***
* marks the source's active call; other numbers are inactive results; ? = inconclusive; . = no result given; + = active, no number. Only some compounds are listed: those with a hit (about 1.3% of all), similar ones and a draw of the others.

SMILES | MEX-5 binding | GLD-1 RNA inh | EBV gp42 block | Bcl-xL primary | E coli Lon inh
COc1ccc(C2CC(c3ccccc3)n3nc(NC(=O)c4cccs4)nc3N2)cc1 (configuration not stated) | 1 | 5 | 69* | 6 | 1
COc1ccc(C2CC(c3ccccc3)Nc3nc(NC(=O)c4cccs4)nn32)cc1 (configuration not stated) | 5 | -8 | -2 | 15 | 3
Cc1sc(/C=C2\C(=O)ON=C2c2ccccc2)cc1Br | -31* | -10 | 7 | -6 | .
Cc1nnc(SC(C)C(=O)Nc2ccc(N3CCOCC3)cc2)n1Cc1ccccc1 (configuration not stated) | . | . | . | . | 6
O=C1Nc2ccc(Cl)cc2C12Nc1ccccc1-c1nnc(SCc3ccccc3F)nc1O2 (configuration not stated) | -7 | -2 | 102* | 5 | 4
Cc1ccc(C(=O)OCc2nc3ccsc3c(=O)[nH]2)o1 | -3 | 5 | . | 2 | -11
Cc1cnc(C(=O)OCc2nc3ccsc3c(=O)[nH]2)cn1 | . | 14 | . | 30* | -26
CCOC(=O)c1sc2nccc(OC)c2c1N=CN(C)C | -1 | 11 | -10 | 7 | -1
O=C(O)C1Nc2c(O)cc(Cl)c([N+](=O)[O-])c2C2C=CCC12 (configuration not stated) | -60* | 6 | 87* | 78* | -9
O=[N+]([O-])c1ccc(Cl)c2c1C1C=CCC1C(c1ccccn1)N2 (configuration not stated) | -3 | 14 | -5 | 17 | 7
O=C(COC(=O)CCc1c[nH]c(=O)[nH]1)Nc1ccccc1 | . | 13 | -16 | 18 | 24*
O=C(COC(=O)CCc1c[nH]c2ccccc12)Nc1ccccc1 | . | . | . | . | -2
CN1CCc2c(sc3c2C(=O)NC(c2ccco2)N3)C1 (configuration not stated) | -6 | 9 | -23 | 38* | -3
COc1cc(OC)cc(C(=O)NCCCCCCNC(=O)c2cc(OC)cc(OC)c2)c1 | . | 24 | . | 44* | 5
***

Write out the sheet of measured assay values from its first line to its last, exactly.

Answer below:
* marks the source's active call; other numbers are inactive results; ? = inconclusive; . = no result given; + = active, no number. Only some compounds are listed: those with a hit (about 1.3% of all), similar ones and a draw of the others.

SMILES | MEX-5 binding | GLD-1 RNA inh | EBV gp42 block | Bcl-xL primary | E coli Lon inh
COc1ccc(C2CC(c3ccccc3)n3nc(NC(=O)c4cccs4)nc3N2)cc1 (configuration not stated) | 1 | 5 | 69* | 6 | 1
COc1ccc(C2CC(c3ccccc3)Nc3nc(NC(=O)c4cccs4)nn32)cc1 (configuration not stated) | 5 | -8 | -2 | 15 | 3
Cc1sc(/C=C2\C(=O)ON=C2c2ccccc2)cc1Br | -31* | -10 | 7 | -6 | .
Cc1nnc(SC(C)C(=O)Nc2ccc(N3CCOCC3)cc2)n1Cc1ccccc1 (configuration not stated) | . | . | . | . | 6
O=C1Nc2ccc(Cl)cc2C12Nc1ccccc1-c1nnc(SCc3ccccc3F)nc1O2 (configuration not stated) | -7 | -2 | 102* | 5 | 4
Cc1ccc(C(=O)OCc2nc3ccsc3c(=O)[nH]2)o1 | -3 | 5 | . | 2 | -11
Cc1cnc(C(=O)OCc2nc3ccsc3c(=O)[nH]2)cn1 | . | 14 | . | 30* | -26
CCOC(=O)c1sc2nccc(OC)c2c1N=CN(C)C | -1 | 11 | -10 | 7 | -1
O=C(O)C1Nc2c(O)cc(Cl)c([N+](=O)[O-])c2C2C=CCC12 (configuration not stated) | -60* | 6 | 87* | 78* | -9
O=[N+]([O-])c1ccc(Cl)c2c1C1C=CCC1C(c1ccccn1)N2 (configuration not stated) | -3 | 14 | -5 | 17 | 7
O=C(COC(=O)CCc1c[nH]c(=O)[nH]1)Nc1ccccc1 | . | 13 | -16 | 18 | 24*
O=C(COC(=O)CCc1c[nH]c2ccccc12)Nc1ccccc1 | . | . | . | . | -2
CN1CCc2c(sc3c2C(=O)NC(c2ccco2)N3)C1 (configuration not stated) | -6 | 9 | -23 | 38* | -3
COc1cc(OC)cc(C(=O)NCCCCCCNC(=O)c2cc(OC)cc(OC)c2)c1 | . | 24 | . | 44* | 5